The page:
Advertising Claim: “Our products have been endorsed by Drs. X and Y, leading health professionals.”
Are Drs. X and Y really leading health professionals? Don’t take anyone’s word for it, as your health can depend on it. Today, it is easy enough to Google someone to find information about them. If the so-called doctor is truly a leader in his or her field, they will likely appear often in online searches, on various sites. You should find articles, their own website, or stories about them attending or presenting at conferences. You may even be able to find their CV/résumé. If you find no mention of the alleged doctor or expert anywhere else online, they may not be reliable, if they even exist at all. Moreover, if the website you are reading makes false claims about their experts, they are likely making false claims about their products as well. In general, is it advisable to independently check as much information as you can. You may be surprised at just how much you can verify or not by simply searching the Internet.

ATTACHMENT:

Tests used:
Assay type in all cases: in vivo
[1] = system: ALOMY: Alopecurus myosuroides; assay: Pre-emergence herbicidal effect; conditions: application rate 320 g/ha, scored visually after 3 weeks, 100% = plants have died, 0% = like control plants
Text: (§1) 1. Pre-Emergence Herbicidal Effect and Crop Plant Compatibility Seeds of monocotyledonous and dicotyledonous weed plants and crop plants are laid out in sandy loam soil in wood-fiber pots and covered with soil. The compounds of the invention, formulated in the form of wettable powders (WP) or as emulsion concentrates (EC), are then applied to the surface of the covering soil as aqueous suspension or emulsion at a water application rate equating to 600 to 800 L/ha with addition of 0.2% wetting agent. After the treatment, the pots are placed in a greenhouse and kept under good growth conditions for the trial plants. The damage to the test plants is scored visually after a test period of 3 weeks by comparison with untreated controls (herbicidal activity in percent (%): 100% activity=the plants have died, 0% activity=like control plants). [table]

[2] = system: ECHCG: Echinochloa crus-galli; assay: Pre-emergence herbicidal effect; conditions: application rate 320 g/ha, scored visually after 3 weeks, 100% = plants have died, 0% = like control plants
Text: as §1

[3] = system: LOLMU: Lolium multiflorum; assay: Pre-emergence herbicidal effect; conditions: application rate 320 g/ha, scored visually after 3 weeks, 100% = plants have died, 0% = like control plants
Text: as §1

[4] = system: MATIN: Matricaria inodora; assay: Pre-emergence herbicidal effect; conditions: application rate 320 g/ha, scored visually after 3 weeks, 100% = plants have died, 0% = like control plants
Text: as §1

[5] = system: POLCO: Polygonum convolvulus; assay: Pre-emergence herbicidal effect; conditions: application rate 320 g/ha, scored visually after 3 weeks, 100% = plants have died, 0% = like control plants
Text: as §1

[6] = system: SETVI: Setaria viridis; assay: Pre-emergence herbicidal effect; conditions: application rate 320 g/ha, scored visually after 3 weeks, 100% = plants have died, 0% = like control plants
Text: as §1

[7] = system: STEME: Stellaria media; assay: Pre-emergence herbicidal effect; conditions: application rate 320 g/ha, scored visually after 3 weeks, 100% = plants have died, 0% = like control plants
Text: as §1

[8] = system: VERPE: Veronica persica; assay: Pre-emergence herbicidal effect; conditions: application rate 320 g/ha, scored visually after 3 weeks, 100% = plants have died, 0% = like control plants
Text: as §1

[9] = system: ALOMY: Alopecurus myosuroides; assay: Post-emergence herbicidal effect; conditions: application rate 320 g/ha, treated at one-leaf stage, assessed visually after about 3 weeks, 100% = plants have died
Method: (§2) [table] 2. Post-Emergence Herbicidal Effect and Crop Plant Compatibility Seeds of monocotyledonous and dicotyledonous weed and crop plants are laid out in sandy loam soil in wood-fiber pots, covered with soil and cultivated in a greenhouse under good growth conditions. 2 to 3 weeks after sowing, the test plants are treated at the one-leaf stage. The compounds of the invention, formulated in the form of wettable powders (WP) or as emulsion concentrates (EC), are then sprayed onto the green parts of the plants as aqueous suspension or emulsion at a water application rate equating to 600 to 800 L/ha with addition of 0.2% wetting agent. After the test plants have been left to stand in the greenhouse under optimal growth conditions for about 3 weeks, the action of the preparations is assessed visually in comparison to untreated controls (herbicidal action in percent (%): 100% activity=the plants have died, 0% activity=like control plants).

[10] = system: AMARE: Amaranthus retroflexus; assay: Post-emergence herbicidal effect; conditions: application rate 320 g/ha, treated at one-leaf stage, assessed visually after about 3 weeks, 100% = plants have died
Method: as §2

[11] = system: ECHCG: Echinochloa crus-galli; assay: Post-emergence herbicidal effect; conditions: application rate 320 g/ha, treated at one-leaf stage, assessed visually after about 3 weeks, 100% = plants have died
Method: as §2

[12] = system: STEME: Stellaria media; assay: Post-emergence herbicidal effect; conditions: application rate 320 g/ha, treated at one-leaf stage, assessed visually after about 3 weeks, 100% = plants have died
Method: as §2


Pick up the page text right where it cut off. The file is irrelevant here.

The size of silver nanoparticles can be analyzed with appropriate instruments and will give a spike on a resonant frequency. Even if a doctor endorses the product, it is a chemist who typically produces it. Low-quality products are made by low-quality chemists, and high-tech products of exceptional quality are rare almost unheard of.
“This statement has not been evaluated by the Food and Drug Administration. This product is not intended to diagnose, treat, cure, or prevent any disease.”